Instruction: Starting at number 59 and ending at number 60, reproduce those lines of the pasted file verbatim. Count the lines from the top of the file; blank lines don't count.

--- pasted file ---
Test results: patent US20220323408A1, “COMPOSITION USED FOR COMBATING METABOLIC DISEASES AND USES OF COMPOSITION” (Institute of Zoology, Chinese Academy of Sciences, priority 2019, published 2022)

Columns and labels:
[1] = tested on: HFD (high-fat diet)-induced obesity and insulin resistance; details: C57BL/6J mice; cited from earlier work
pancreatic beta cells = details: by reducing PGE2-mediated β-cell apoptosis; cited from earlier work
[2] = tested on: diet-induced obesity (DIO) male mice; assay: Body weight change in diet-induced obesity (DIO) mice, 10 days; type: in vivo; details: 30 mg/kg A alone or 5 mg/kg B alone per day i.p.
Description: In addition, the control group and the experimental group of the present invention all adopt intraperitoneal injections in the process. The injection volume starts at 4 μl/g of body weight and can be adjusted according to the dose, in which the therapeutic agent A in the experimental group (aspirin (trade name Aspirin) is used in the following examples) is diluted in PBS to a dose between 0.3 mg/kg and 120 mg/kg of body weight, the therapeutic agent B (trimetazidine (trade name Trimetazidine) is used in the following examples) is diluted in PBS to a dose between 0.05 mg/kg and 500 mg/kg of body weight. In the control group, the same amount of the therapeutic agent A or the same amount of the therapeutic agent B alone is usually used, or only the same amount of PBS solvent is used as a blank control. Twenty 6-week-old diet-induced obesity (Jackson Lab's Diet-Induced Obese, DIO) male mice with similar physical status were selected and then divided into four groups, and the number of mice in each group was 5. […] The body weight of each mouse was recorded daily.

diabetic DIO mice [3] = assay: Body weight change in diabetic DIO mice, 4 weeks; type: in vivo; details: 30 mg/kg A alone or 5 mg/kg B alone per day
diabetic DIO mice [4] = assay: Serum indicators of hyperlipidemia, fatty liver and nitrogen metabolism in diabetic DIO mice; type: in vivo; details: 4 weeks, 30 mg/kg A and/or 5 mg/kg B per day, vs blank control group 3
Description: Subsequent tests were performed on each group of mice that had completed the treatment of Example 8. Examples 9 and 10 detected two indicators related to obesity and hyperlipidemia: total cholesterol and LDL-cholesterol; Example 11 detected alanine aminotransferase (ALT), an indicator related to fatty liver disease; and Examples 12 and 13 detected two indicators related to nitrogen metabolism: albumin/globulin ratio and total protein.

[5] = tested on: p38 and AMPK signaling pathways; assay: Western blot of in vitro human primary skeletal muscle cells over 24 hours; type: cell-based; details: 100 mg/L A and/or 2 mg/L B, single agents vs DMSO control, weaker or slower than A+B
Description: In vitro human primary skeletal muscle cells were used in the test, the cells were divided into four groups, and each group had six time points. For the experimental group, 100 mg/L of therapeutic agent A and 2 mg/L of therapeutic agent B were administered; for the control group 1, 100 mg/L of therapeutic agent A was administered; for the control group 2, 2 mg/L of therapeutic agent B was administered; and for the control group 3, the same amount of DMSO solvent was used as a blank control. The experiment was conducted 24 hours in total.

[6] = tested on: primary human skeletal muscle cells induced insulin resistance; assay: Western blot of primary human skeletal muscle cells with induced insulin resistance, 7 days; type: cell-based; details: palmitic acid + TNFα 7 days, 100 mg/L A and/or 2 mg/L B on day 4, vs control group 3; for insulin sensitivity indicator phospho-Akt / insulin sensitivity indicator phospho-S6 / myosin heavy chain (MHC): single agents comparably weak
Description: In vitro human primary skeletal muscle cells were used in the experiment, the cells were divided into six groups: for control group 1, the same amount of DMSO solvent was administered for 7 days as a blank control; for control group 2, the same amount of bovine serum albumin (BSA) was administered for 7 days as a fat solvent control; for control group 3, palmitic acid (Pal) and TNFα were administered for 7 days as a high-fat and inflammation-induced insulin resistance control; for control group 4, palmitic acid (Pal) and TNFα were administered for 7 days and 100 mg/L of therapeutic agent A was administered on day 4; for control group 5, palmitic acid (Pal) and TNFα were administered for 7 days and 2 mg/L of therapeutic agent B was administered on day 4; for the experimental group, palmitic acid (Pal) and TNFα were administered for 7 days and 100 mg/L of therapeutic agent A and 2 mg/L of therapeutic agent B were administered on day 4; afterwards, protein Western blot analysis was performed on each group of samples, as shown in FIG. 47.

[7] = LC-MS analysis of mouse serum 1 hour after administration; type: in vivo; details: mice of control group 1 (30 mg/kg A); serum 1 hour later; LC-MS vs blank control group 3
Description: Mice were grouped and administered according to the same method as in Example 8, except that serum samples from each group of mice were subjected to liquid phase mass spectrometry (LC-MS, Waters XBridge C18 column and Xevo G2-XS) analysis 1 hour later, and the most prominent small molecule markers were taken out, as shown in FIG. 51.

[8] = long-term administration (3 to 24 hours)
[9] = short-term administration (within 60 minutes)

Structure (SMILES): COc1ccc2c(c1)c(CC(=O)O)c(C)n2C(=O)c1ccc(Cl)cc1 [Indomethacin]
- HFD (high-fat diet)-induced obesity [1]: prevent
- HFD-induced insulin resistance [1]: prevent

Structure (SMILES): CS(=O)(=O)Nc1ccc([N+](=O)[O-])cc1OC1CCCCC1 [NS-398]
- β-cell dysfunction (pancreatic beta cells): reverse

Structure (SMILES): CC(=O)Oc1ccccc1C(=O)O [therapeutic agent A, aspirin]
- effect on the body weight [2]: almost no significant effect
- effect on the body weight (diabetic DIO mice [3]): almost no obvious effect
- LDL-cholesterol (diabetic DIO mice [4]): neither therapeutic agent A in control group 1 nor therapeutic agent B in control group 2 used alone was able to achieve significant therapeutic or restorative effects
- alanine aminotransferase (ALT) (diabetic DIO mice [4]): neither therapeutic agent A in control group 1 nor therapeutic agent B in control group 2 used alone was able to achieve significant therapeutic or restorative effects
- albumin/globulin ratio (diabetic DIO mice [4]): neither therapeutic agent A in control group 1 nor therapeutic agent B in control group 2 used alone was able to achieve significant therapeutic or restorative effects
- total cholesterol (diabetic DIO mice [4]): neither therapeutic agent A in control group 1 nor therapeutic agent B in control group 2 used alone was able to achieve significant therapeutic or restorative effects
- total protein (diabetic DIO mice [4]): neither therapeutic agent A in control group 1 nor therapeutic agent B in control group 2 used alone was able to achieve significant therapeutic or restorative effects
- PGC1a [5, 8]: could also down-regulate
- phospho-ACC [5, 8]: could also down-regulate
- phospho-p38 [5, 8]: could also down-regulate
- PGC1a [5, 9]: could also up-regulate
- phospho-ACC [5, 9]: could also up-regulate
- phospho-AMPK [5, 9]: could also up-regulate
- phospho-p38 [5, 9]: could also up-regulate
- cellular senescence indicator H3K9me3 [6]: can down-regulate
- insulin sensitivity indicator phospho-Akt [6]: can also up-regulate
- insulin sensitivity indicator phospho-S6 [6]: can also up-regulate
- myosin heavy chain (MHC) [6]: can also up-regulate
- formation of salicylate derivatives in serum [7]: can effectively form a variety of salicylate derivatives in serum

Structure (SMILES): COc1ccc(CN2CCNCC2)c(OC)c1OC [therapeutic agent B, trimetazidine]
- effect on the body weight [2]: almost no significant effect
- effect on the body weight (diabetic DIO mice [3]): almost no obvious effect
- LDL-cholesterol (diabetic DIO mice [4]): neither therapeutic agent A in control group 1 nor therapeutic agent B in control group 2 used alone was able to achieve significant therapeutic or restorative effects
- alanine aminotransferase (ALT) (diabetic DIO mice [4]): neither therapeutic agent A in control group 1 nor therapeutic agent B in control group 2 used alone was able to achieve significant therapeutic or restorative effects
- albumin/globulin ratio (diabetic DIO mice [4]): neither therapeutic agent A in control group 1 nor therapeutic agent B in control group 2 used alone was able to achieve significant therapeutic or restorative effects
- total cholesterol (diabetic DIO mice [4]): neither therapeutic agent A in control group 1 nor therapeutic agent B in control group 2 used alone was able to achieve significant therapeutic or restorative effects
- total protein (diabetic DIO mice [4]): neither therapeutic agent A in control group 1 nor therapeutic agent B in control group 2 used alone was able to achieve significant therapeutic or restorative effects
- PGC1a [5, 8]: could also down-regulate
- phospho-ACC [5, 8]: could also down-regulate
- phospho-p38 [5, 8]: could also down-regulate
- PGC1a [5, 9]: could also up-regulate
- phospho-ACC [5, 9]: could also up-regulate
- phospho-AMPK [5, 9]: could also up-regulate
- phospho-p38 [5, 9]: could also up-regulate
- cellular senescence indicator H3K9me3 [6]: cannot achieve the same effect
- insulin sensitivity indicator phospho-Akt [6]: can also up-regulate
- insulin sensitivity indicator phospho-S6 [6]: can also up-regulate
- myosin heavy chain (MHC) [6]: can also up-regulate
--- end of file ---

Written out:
- insulin sensitivity indicator phospho-Akt [6]: can also up-regulate
- insulin sensitivity indicator phospho-S6 [6]: can also up-regulate